Monday, February 15, 2016

Troubled Signs Leading to Juvenile Violence

A Special Valentine Greeting: Love your kids;  love the children. 
Dr Abe V Rotor 
Living with Nature - School on Blog
Paaralang Bayan sa Himpapawid with Ms Melly C Tenorio
738 DZRB AM, 8 to 9 evening class, Monday to Friday

Do you have children who love guns and bombs?  Be aware that this is an indicator, an early sign, a tendency in later years to becoming violent.  And it may come in their teen years.

Take these cases. A 17-year old who killed his father and mother and fatally shot two classmates with rifle (October1997 Mississippi), A 15-year old who fatally shot two students, wounding 18 others, both parents, and attacked an arresting officer with knife. And a 14-year old who killed three girls with a 22 semi-automatic pistol (Dec 1997 Kentucky). 

It is utterly shocking for very young people committing heinous crimes!

Adolescence indeed may lead to the wrong road.  But how do we explain younger boys involved in similar crimes? Just at the crossroad of childhood? Here is a case of a 11-year old and a 13-year old who attacked their school killing five with handguns and rifles. (March 1998, Arkansas)

Observe your boys (and girls), other kids as well if they exhibit the following
Troubled Signs
  •   Torturing animals
  •   Dressing in Black
  •   Vowing grim imaginings like
            - “I’m going to blow something.”
            - “I’ll start World War III.”
            - “I’m going to kill somebody.”
“A child might be defiant at school. What a teacher might not know is that the student spent the morning feeding a younger sibling or taking care of a drug-addicted parent. The child, raised with cruelty, violence and hunger, turns on those around him.”  - Pat Kennedy (Erie County Chief Public Defender)

What can we do as parents, teachers, leaders of our community?

  •   Keep your family solid, live in peace and harmony 
  •  Restrict toy guns and war toys, including violent games on the computer
  •   Guide their programs on TV, cinema, computer, including magazines.
  •   Check your kid’s company. Guard your kid from joining violent groups
  •   Communicate with your kids
  •   Give quality time with them. (E.g. Participate in their school activities.
  •   Show good examples of growing up, live up with these examples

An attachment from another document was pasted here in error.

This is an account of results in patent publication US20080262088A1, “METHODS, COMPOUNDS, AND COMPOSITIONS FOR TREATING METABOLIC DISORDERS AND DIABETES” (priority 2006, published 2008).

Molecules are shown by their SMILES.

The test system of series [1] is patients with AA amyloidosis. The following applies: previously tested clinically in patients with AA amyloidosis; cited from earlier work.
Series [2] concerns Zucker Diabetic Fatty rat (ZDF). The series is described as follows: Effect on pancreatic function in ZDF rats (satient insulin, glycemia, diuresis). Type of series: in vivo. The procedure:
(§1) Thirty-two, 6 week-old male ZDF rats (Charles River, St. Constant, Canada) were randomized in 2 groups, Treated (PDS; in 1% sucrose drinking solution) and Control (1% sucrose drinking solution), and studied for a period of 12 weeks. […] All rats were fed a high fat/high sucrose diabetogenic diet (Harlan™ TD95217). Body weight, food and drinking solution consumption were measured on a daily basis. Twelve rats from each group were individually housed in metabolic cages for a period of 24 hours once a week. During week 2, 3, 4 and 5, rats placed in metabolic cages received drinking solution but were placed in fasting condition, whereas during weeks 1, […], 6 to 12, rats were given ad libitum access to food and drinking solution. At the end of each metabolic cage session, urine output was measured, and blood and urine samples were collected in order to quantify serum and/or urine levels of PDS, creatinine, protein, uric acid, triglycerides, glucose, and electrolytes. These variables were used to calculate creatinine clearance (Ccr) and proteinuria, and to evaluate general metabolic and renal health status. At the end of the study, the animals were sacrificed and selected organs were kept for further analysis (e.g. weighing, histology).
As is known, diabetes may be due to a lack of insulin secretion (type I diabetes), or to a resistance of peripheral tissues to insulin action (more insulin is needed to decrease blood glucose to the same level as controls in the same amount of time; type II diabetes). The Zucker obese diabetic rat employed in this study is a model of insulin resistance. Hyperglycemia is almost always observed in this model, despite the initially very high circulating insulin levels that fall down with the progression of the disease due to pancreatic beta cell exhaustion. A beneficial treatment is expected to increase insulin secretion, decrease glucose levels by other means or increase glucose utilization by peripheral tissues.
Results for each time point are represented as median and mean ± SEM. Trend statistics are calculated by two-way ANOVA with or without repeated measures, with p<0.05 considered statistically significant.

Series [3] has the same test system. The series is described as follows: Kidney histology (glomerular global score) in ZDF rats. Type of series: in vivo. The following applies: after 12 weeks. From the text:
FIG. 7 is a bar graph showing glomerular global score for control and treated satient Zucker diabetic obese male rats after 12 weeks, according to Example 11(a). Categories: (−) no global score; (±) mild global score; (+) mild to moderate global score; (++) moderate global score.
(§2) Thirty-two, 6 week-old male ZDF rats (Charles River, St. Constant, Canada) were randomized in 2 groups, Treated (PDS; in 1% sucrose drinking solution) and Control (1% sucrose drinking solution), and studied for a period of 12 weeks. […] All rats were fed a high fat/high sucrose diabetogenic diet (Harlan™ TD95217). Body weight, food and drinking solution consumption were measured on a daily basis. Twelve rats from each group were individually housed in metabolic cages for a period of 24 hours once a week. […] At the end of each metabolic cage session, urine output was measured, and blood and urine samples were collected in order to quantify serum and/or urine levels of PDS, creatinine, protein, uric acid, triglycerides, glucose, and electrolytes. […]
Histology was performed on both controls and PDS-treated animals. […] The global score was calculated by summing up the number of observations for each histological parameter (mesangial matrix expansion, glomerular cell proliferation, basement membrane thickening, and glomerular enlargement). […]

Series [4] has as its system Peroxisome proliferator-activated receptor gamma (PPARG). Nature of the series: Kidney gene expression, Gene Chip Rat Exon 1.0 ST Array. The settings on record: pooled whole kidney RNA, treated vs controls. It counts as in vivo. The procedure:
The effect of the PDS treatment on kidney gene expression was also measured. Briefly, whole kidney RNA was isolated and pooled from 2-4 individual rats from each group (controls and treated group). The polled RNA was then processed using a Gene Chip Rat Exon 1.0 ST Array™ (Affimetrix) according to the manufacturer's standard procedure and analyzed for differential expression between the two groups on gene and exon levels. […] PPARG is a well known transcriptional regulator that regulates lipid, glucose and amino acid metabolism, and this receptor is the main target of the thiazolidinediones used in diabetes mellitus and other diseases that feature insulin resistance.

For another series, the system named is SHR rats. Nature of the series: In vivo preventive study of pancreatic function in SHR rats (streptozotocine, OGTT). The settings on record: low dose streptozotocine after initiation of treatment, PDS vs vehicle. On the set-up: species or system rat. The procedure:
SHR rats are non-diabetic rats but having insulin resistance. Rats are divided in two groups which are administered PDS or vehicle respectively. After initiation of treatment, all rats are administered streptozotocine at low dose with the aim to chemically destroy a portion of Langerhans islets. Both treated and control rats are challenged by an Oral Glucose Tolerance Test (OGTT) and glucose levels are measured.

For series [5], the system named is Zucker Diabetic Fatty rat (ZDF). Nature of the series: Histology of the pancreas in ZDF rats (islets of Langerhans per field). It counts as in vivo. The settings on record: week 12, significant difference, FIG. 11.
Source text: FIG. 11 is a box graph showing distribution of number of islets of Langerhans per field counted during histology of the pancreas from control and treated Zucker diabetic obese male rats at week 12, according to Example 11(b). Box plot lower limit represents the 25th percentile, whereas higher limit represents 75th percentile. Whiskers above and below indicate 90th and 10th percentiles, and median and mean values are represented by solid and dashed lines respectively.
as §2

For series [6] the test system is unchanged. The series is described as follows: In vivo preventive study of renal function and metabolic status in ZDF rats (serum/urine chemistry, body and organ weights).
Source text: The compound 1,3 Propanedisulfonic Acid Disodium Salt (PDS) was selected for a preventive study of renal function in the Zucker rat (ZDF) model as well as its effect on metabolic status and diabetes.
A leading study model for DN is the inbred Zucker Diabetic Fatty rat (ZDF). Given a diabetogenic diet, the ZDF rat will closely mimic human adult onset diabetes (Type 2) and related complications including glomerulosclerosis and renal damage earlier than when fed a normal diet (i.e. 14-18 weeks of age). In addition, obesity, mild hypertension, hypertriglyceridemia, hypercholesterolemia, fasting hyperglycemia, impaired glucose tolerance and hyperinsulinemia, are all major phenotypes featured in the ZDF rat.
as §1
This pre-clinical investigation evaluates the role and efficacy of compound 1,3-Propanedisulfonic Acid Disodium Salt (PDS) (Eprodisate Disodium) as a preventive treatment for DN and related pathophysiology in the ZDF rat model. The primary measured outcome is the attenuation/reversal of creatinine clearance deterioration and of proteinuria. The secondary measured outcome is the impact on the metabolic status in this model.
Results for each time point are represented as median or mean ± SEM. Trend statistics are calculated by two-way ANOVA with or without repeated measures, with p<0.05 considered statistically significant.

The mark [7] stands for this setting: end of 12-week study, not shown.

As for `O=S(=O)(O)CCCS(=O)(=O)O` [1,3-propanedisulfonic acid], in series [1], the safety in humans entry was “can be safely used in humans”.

•   Don’t spoil or pamper them
  •   Take them to Nature    
  •  Get proper advice

 Youth violence: Contributing factors

  •  Poor parenting
  •   Drugs
  •    Poverty
  •    Hopelessness
  •    Poor environment
  • Lack of education and training
  •   Genetic tendency
"There is a void created when parents are not doing their job. That void has to be filled." - Judge WR Cunningham, Poor Parenting: Why it hurts.

A Case Study of a 16-year-old boy

The musician -- in town for a concert by Erie native Pat Monahan's band Train -- strolled along East 12th Street at about 10 p.m. on a Saturday night in August.

He had just come from the Country Fair on Parade Street and was headed back to Tullio Arena.

A 16-year-old boy spotted him from his aunt's front porch, where he sat playing with a BB gun he had stolen from Walmart.

He darted from the porch.

"Hey man, hey man," he said, as he approached the musician from behind.

The musician turned to see a young man holding what looked like a handgun.

"You better empty that wallet for me, man," the youth said. The musician ran, reaching for his phone to call 911.

Moments later, police found the boy with a friend, pushing a bicycle along the street. He had shoved the gun in his friend's backpack.

The boy is only 16 but has been offered what is likely his last chance at "care, treatment and supervision" by the state juvenile justice system.

His parents, who never married, split before he was born in Erie. He has been raised by his mother and his grandmother.

When he got up off the porch to try the robbery in August, he had already been in and out of placement multiple times in the Pittsburgh area and here in Erie County.

His mother and grandmother, standing with him in court in October, want to reach him.

"I am just afraid for him," his mother tells the judge. "He is my son. I love him. I want him to do the right thing."

The boy said he wants help.

"I don't want help like people bossing me around. I want help, like, people actually talking to me," he told the judge.

The boy prefers crime, his lawyer, Assistant Public Defender Ian Murray, said.

"He does not want to go to school and get bossed around. ... The streets have got him right now. He is glorifying criminal behavior."

Brabender asked the teen what he wants for his future.

"I want to play baseball," the teen answers. When Brabender looks dubious, he said he wants to go to college.

For him to have any of that, Brabender said, he will have to, at a minimum, graduate from high school. "No drugs and alcohol," he tells him. "If you ever get a job, you need to keep it. Somebody like you, I don't know if you are going to make it or not."

"I know your family," Brabender continued. "There are a lot of good people in it. You can be a good person. You can be a criminal. It is up to you."

-- Lisa Thompson

"Children raised in poor, disadvantaged families are at greater risk for offending than children raised in relatively affluent families." -- "Child Delinquency," U.S. Department of Justice, bulletin series


"Lost kid” - is there hope?

Yes, here’s one successful case. Jose took part in a violent fight, allegedly gang-related, in which one person was killed and another injured. Although tried as an adult, he served his sentence in Juvenile Hall, and by all accounts has turned his life around. To those who worked with him, Jose represents how kids, even those charged with violent offenses, can change when given a chance.
Acknowledgement: Internet Source, Time, Living with Nature Series (AVR)

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